LMU senior Cole Cartledge was singing in the hallway of his elementary school in the fourth grade when the choir director heard him and recruited him. He has been singing ever since.
This past weekend, Cartledge sang in many of LMU’s liturgies including Holy Thursday, the Easter Vigil, and both the 10 a.m. and 8 p.m. Mass on Easter Sunday, which had more than 300 people in attendance. “I really believe in the human soul and its relationship with the divine,” said Cartledge. “I think music takes people to a connection space that words really can’t reach.” Cartledge has been in music ministry at LMU since he learned about it during First Year Retreat.
Chris de Silva is the campus minister for music and liturgy, and Cartledge said having him as a mentor has really transformed his college experience. “I think Chris is phenomenal, I look up to him so much.” said Cartledge. “He really, cultivates a good community and he focuses on this ministry of welcome that just radiates out to the choir and I think, by extension, radiates out into Sacred Heart Chapel.” The time that Cartledge spent in the chapel has also made him realize his vocation to be an attorney for undocumented citizens. “The Gospel serves as a nice model and shows us what human beings are supposed to do for each other,” said Cartledge.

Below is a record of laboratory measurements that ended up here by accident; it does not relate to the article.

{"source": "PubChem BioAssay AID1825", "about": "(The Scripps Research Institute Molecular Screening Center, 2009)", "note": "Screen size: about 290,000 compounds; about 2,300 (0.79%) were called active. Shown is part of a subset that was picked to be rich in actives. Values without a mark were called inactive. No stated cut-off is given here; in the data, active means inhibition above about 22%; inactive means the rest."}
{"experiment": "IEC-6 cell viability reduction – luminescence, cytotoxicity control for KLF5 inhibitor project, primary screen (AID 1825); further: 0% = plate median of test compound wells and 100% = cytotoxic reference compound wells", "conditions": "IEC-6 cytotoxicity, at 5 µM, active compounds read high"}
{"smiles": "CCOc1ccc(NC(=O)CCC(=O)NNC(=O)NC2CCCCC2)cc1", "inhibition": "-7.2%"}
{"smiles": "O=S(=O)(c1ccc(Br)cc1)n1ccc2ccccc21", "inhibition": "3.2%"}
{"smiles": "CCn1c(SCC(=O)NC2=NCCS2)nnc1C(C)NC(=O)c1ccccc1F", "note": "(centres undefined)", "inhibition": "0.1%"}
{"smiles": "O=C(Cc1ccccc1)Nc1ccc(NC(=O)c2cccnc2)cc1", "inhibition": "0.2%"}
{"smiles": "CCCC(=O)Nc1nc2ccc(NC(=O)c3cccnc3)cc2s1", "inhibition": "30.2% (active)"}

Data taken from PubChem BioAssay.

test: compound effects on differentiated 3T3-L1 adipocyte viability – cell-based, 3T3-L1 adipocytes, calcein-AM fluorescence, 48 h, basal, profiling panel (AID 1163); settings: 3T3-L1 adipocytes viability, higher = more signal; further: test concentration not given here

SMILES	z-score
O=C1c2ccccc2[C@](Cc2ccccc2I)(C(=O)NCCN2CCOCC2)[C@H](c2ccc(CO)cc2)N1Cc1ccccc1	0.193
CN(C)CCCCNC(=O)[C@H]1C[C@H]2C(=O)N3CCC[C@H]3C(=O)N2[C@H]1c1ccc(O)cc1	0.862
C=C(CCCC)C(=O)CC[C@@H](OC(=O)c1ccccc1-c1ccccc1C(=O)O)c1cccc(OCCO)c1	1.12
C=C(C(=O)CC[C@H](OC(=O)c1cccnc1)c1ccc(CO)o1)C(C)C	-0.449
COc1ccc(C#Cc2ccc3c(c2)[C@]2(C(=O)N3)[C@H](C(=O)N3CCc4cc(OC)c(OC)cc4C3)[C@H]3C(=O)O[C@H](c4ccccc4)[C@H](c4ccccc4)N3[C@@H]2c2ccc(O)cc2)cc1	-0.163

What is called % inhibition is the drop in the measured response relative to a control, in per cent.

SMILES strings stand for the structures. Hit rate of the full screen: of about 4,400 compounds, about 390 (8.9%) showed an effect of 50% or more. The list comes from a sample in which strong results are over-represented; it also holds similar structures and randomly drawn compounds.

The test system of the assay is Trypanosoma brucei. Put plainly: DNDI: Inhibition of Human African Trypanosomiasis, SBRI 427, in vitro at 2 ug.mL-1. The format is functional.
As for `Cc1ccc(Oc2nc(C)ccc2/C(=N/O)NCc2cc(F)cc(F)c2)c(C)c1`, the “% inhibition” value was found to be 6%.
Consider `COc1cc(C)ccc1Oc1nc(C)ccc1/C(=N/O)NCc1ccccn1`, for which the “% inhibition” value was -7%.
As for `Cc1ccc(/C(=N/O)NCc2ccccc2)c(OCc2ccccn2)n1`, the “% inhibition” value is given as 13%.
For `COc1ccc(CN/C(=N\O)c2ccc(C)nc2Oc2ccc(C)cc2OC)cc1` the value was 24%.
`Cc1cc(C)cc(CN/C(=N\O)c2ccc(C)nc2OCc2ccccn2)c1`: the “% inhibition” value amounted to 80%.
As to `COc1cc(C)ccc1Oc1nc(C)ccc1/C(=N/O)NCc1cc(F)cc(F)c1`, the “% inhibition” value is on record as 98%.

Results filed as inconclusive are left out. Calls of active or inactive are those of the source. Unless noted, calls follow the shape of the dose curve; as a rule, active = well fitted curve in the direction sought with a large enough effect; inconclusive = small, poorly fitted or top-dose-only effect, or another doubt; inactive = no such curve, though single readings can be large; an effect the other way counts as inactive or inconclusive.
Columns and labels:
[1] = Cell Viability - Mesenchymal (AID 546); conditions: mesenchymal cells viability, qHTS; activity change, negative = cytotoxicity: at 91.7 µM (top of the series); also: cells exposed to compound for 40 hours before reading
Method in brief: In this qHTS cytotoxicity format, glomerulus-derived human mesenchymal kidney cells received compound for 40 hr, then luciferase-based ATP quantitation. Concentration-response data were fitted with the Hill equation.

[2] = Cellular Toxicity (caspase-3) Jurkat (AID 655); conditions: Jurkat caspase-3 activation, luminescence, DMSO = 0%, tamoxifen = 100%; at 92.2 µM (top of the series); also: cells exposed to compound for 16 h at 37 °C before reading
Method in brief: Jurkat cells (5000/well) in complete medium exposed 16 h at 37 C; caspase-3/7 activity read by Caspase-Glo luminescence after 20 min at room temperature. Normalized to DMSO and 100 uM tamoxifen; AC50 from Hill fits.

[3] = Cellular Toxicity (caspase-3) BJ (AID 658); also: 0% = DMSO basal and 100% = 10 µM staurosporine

Cartledge is double majoring in international relations and Spanish. He decided to be an attorney through a discernment process and wanted to give back to the community. “I have now had eight years of Jesuit education and I wanted a career where my greatest passion meets the world’s greatest need,” said Cartledge. He is also a member of the Magis service organization, has participated in De Colores trips, and is a First Year Retreat Leader. Cartledge also volunteers as a translator at the Loyola Immigrant and Justice Clinic at LMU Loyola Law School.